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Tom Brady officially announces retirement from NFL

It's now set in stone that the NFL superstar is hanging up his helmet and shoulder pads, and putting down the pigskin for good.

TAMPA, Fla. — Well, it's official — Tom Brady is retiring from the NFL.

Brady announced his retirement Tuesday in a statement on Instagram after news broke Saturday of his possible exit from the football world forever.

"I have always believed the sport of football is an "all-in" proposition - if a 100% competitive commitment isn't there, you won't succeed, and success is what I love so much about our game," he wrote. "This is difficult for me to write, but here it goes: I am not going to make that competitive commitment anymore."

"My teammates, coaches, fellow competitors, and fans deserve 100% of me, but right now, it's best I leave the field of play to the next generation of dedicated and committed athletes," Brady continued.

He went on to thank his Bucs teammates, adding that he wants to continue to see them push themselves to be their best. 

Brady gave a special shoutout to the Bucs fans and the entire Tampa-St. Petersburg region before thanking his supporters, coaches and family.

As for his future, Brady says it will be a "work-in-progress" but that he will continue to work with his companies BRADY, TB12, and Autograph.

"I feel like the luckiest person in the world."

"What a ride my love!" Gisele Bündchen said in a heartfelt congratulations to her husband on his 22-season career.

"I'm so proud of you, and of everything you have had to overcome physically and emotionally over the years. I am in awe of your dedication, and of everything you have achieved. You love what you do and you leave behind a legacy that is a beautiful example for future generations."

It was initially announced Saturday that the 44-year-old football star could soon be saying farewell to the NFL, however, Brady told the Tampa Bay Buccaneers he hadn’t made up his mind yet, two people familiar with the details told The Associated Press at the time.

After 22 seasons, seven Super Bowl titles and five Super Bowl MVPs, the so-called G.O.A.T. of football is likely destined for the Hall of Fame.

Brady led the NFL in yards passing (5,316), touchdowns (43), completions (485) and attempts (719), but the Buccaneers lost at home to the Los Angeles Rams last Sunday in the divisional round.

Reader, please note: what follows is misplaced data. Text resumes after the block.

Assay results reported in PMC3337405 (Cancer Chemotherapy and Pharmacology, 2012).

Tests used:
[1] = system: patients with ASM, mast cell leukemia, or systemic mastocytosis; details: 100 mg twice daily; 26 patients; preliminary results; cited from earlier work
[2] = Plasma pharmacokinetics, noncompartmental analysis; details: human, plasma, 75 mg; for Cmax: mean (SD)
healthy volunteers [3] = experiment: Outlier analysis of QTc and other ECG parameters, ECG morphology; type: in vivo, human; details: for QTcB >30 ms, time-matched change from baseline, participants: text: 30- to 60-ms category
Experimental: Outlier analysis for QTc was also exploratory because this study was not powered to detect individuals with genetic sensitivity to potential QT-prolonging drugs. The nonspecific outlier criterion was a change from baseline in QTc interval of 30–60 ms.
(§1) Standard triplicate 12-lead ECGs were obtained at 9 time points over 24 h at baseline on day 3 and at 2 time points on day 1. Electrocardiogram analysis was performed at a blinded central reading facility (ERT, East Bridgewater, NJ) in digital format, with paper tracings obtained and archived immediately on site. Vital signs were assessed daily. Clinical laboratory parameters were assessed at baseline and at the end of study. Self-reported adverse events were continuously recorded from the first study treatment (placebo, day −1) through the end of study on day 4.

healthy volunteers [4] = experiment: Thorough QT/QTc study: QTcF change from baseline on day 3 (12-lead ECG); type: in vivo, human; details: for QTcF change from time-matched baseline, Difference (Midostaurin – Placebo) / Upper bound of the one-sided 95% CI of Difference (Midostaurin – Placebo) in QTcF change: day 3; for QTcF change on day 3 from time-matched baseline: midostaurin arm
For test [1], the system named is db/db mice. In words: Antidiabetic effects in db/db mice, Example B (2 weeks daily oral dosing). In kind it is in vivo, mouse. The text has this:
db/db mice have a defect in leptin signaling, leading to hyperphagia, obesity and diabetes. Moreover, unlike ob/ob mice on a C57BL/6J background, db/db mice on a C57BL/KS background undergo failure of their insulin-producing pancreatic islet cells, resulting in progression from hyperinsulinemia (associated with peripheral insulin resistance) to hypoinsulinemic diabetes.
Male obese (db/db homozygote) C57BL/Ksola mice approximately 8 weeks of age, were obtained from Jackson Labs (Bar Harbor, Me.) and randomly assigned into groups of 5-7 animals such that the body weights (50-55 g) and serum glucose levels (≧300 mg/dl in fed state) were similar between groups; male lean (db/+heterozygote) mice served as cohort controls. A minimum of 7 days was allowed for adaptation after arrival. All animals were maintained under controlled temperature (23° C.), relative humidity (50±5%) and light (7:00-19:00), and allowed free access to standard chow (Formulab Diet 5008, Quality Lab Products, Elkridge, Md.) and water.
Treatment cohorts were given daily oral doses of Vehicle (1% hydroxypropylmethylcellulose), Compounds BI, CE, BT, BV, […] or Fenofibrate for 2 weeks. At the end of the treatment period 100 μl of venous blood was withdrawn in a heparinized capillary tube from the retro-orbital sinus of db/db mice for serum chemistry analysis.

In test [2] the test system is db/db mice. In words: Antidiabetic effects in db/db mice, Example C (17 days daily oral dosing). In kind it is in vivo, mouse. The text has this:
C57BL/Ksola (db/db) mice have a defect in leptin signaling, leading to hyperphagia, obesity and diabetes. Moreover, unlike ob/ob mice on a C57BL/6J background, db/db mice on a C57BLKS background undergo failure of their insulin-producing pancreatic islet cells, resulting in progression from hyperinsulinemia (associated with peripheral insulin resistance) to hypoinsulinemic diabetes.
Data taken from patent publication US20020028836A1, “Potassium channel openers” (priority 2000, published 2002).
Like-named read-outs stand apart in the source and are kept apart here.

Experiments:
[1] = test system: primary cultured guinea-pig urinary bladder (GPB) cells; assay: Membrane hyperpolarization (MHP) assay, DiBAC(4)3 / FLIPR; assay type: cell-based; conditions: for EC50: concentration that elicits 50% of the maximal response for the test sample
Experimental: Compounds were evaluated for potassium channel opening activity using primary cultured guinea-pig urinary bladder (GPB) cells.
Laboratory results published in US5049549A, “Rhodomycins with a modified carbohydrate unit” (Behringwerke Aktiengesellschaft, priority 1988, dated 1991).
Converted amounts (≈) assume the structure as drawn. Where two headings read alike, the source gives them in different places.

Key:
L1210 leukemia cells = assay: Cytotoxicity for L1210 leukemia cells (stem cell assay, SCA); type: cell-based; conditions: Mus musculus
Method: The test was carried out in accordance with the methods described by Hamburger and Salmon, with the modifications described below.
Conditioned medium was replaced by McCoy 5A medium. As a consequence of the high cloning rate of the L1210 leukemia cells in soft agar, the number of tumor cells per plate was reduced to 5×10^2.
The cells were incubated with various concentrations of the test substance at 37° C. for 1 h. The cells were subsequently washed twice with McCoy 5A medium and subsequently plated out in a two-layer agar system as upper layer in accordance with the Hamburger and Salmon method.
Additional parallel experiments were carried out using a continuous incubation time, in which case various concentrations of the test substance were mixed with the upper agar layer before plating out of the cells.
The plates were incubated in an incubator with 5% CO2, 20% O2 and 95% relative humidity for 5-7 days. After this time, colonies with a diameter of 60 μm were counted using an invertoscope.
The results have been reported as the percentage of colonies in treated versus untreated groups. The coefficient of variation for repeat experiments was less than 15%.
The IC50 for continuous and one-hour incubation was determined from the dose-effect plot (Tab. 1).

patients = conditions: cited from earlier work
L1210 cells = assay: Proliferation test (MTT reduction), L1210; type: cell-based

Brady won six Super Bowls with the New England Patriots in 20 seasons playing for coach Bill Belichick. He joined the Buccaneers in 2020 and led them to the second Super Bowl title in franchise history.

“Tom arrived in Tampa Bay with an unprecedented level of expectations and delivered some of the most memorable moments in our franchise history,” the Glazer Family, which owns the Bucs, wrote in a statement. “His impact on our team and community was immediate and profound."

The family said while Brady's NFL journey was ending, they would continue to celebrate his legendary career and be grateful for his time in Tampa.

"Saying goodbye to a legend is never easy, but we wish him continued success in retirement," the family said.

Those sentiments were echoed by Bucs GM Jason Licht, who said Brady set a standard of accountability and had work that resonated in the locker room.

"It is hard to put into words what Tom has meant to me and the entire Buccaneers organization," Licht said. "I have had the distinct pleasure of being with Tom at both the beginning and end of his incredible NFL career."

Bucs Head Coach Bruce Arians said it is clear Brady is "the greatest football player of all time."

"He set a standard and helped create a culture that took our team to the mountaintop," Arians wrote. "It has been an honor to be his head coach for the past two seasons. I wish it didn’t have to end, but few players have the opportunity to leave the game on their own terms. Even fewer can do it while playing at an elite level. Tom is the exception."

Brady leaves the sport as the career leader in yards passing (84,520) and TDs (624). He’s the only player to win more than five Super Bowls and was MVP of the game five times.

Widely considered the greatest quarterback to play the game, Brady won three NFL MVP awards, was a first-team All-Pro three times and was selected to the Pro Bowl 15 times. He was 243-73 in his career in the regular season and 35-12 in the playoffs.

In the 20 seasons he finished as starter, Brady reached the playoffs 19 times, won 18 division titles, went 10-4 in conference championships and 7-3 in Super Bowls. He played in the conference championship eight times in his last 10 years.

Since starting his first game on Sept. 30, 2001, Brady was under center for every game except when he suffered a season-ending knee injury in Week 1 in 2008 and the first four games in 2016 when he sat out a suspension because of the deflated footballs scandal.

After leaving New England, the stoic Belichick and Patriot Way, Brady’s personality shined in the Florida sun. He was personable, engaging and entertaining, and he displayed his wit on social media while promoting his brands.

NFL Commissioner Roger Goodell, in a statement, said that Brady would be remembered as one of the greatest athletes ever to play in the league. The commissioner described him as an incredible leader and competitor. 

"Tom made everyone around him better and always seemed to rise to the occasion in the biggest moments," Goodell wrote. "His record five Super Bowl MVP awards and seven Super Bowl championships set a standard that players will chase for years."

Goodell said Brady inspired fans around the world and wished him and his family the best.

Thank you to the G.O.A.T for making "Champa Bay" his home.

The Associated Press contributed to this story.

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